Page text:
Re: Print The Legend
I have just awoken from a bizarre dream, that I feel I should share with you all.
In my dream I was reading a motoring magazine called Luxo, which only reviewed cars with superlative ride comfort and luxuriant specifications. The magazine was created by a core of writers who found themselves out of work when their previous publication, Distinguished Car, was incorporated into another motoring monthly magazine.
Luxo had great success by focussing on the sorts of vehicles which it felt appealed to the true enthusiast motorist - the type who may wear a comfortable pair of carpet slippers or raffish brogues with their tweed motorist's garments. Rover Group, which continued to be the mass-market enthusiast staple with its range of models shared with owners Honda, had succeeded in capturing the upwardly-mobile shift in buying behaviour, and overtaken Ford with their Rover 65 compact executive saloon. Many commentators had nicknamed it The Midlands Mondeo, such was the ubiquity of the car on UK roads. The 65, particularly in its hard-core Vanden Plas specification, was a Luxo favourite, along with the Lexus LS limousine, the Citroen/Peugeot and Renault large saloons the Ford Granada and the new crop of luxuriant vehicles from Hyundai, garnering a reputation for their enthusiast-friendly pillow-soft ride, and the generosity of their standard specifications.
Luxo also managed to have an enviable collection of desirable longterm test vehicles, including the Rolls-Royce Phantom, which they offered their readers the opportunity to experience first-hand through Luxo-Active garden parties where the cars would be chauffeur-driven on a scenic tour of the surrounding countryside.
The BBC realised that this was an excellent gimmick for relaunching their flagship motoring entertainment show, Automatic Transmission. An anonymous chauffer, known as The Jeeves, was used to carry host James May on a timed lap of a pleasant country touring road reconstructed at the Auto Trans studios, whereupon he was often known for his catch-cries of 'comfort!' and 'that really is rather good'.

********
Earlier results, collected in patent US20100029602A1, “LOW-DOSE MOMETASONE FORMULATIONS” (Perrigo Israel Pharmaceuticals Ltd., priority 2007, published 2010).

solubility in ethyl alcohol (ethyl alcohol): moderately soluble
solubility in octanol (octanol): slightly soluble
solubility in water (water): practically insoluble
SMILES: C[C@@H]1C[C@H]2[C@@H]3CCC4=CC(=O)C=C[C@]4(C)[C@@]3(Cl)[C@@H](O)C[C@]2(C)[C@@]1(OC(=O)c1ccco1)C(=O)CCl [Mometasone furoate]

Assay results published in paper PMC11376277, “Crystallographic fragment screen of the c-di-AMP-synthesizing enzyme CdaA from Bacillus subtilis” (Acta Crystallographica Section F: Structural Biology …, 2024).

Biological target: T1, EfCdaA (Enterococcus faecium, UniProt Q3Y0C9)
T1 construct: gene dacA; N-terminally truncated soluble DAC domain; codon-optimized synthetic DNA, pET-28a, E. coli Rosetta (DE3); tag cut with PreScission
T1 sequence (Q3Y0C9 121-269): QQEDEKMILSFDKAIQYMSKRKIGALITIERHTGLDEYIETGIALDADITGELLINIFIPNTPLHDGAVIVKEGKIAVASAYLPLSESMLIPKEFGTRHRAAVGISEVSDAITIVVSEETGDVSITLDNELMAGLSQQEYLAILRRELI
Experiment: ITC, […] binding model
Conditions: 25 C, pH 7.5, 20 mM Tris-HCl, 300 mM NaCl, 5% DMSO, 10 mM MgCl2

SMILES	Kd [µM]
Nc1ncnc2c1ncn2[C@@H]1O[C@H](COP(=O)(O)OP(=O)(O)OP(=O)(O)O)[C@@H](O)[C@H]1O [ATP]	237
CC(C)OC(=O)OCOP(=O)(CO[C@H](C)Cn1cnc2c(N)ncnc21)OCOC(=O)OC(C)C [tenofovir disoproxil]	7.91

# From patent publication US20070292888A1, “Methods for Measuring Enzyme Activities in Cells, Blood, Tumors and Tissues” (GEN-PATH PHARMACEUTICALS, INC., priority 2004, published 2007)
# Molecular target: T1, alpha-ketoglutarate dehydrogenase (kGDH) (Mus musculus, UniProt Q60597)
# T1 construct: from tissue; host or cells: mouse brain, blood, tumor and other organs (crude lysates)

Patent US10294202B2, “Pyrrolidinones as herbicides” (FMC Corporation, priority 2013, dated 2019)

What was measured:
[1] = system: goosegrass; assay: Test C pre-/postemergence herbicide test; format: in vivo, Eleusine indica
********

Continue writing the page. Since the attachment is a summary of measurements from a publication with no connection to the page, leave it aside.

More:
Against this backdrop of an industry obsessed with silence & relaxation, there was an odd group, often confined to online motoring forums or letters to the editor, who lamented the loss of handling prowess, acceleration and noise. Often found driving ascetic German cars in cold monochrome shades with dull plastic interiors and an apparent absence of springs and dampers, these fringe-dwellers wished for a time when manufacturers stopped fitting high aspect-ratio tyres, rich velour, wood and leather interior trims and dual mode engine silencers (normal and super-quiet). There were not enough of them to keep perennial basket-case and cult manufacturer Bavarian Motor Works in business, and after General Motors had attempted to add a healthy dose of Cadillac & Buick to these Spartan teutonic machines they sold the firm to Morgan, who had high hopes of creating a fine luxury sedan, perhaps to rival a Wolsley or some similarly-fine conveyance.
Then Stephen Fry's disembodied voice echoed around the room I was in as he asked me what I thought of the ashtrays in the new Lancia Flamina, and whether they could compare to his beloved Alvis...and I woke up.
Strange days indeed. Goodnight!